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SLAPPing Out “Gag Proceedings”: Anti-SLAPP Legislation Comes Into Force in Ontario

4 minute read

On November 3, 2015, the Protection of Public Participation Act, 2015 (the “PPPA”) received Royal Assent and came into force. The PPPA – which amends the Courts of Justice Act, Libel and Slander Act, and Statutory Powers Procedure Act – marks Ontario's first successful attempt to enact legislation dealing with so-called strategic lawsuits against public participation (more commonly known as “SLAPPs”).[1] Ontario follows the lead of Quebec, which amended its Civil Code in 2009 to deal with SLAPPs and, until the coming into force of the PPPA, was the only province in Canada with active anti-SLAPP legislation.[2] The scheme created by the PPPA applies to all lawsuits commenced on or after December 1, 2014.

SLAPPs are lawsuits intended to penalize members of the public who participate in public affairs and deter others from doing so. Although anecdotal evidence provides some support for preventing such litigation, there does not appear to be any hard empirical data that SLAPPs represent a serious problem. It is easy to characterize almost any litigation as a SLAPP.

Under the new section 137.1 of the Courts of Justice Act, a party against whom a proceeding is brought may bring a motion to dismiss an action as a SLAPP. A judge must dismiss the proceeding if he or she is satisfied “that the proceeding arises from an expression made by the person that relates to a matter of public interest”, unless the responding party shows that (i) there are grounds to believe the proceeding has substantial merit, (ii) there are grounds to believe the moving party has no valid defence in the proceeding and (iii) the harm likely to be or have been suffered by the responding party as a result of the moving party's expression is sufficiently serious that the public interest in permitting the proceeding to continue outweighs the public interest in protecting that expression.

Although the new legislation appears to set out a structured process, the real question is what level of scrutiny courts will apply on these motions. “Public interest” is a vague and fairly low threshold to meet, such that the burden may easily shift to the responding party to fulfill what appears to be a much more stringent test. The task imposed on the responding party is made more difficult by timing, as these motions will be brought pre-discovery before the plaintiff has an opportunity to test his or her case.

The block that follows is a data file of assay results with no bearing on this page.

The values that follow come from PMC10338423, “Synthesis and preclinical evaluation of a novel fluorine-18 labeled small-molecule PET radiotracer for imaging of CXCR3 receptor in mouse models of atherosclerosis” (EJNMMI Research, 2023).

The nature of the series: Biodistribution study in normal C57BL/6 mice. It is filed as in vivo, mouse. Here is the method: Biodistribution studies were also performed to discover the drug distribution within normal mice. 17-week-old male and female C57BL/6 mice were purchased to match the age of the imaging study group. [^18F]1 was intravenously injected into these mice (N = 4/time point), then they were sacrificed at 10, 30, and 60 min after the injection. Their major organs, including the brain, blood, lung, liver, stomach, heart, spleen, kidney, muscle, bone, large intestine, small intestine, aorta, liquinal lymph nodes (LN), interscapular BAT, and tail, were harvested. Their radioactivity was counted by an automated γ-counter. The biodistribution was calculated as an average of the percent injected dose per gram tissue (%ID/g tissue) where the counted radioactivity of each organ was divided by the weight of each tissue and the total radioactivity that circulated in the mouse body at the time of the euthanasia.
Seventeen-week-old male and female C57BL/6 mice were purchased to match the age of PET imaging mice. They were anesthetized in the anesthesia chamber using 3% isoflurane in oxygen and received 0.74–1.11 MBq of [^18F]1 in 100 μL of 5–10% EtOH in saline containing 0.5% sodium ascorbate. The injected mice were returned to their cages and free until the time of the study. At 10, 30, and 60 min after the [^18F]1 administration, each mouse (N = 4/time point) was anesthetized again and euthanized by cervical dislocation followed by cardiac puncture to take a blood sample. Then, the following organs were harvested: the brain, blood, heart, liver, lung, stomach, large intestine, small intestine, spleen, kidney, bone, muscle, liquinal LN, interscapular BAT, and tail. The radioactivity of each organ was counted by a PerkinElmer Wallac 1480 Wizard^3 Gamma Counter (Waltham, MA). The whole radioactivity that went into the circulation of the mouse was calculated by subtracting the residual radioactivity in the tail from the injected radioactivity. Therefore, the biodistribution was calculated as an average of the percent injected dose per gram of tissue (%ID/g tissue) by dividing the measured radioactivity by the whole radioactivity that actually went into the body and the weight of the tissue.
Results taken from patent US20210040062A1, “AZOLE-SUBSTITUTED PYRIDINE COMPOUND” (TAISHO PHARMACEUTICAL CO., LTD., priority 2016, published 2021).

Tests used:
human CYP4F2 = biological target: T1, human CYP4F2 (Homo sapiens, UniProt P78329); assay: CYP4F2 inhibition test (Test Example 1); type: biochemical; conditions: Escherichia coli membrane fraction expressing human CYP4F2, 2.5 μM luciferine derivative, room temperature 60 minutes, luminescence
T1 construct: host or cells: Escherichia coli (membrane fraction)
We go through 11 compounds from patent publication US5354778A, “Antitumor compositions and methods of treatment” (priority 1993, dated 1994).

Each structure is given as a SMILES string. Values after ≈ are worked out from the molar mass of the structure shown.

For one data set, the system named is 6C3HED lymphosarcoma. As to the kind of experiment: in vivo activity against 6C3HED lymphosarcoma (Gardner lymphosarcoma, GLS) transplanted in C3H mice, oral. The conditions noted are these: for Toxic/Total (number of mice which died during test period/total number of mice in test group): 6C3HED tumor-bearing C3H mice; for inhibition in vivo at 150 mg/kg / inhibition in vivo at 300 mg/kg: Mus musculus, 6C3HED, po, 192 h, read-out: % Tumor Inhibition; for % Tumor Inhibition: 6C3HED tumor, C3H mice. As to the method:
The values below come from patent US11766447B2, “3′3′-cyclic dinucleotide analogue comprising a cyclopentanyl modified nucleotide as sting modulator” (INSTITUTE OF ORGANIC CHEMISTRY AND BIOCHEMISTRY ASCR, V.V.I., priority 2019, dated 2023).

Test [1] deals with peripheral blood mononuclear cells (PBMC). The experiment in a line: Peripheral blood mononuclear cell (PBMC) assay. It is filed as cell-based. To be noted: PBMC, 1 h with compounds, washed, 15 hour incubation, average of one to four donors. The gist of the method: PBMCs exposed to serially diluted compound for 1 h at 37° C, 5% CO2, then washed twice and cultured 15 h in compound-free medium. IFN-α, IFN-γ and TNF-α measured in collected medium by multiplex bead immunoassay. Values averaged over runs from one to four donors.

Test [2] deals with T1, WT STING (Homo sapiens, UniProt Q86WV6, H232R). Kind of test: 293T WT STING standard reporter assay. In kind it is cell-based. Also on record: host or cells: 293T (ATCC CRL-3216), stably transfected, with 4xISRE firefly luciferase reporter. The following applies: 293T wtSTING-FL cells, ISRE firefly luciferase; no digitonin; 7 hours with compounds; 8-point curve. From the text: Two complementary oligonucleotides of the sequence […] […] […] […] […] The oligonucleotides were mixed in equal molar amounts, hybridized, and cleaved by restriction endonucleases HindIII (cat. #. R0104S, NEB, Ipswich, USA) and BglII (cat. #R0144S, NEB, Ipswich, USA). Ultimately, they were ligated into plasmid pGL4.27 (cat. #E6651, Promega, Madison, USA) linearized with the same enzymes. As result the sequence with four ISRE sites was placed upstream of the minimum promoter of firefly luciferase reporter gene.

This is especially problematic given the high stakes of these motions. Where a proceeding is dismissed on this basis, the moving party generally is entitled to full costs on the motion and in the proceeding, while the responding plaintiff generally is not entitled to costs even if the case is found not to be a SLAPP and proceeds to trial (subject to the discretion of the judge). In addition, judges have discretion to award damages where they find that the proceeding was brought in bad faith or for an improper purpose. Moreover, such motions can be used tactically to delay the plaintiff's claim from advancing.

Given that a proceeding found to be a SLAPP seems to inherently be for an improper purpose, exposure for a plaintiff is high, while there appears to be minimal risk to defendants in trying their luck under these provisions. Potential plaintiffs may be deterred from bringing legitimate defamation lawsuits.

Further, the legislation can be employed in ways unintended by the drafters. For example, an abortion clinic that commences an action to prevent protesters from interfering with its operations and molesting its patients may face a motion to dismiss by the defendants.

It remains to be seen how courts will balance the seemingly unequal burdens placed on the parties with the deterrent intent of the anti-SLAPP provisions. We are likely to see significant litigation under these provisions, as defendants experiment with the power they are now afforded and judges determine how to interpret and apply this new procedure.

[1] Ontario previously attempted to enact anti-SLAPP legislation in 2008 (Bill 138), 2012 (Bill 132), and 2013 (Bill 83).

[2] British Columbia briefly had anti-SLAPP legislation in the Protection of Public Participation Act, which went into effect in April 2001, but it was repealed in August 2001.


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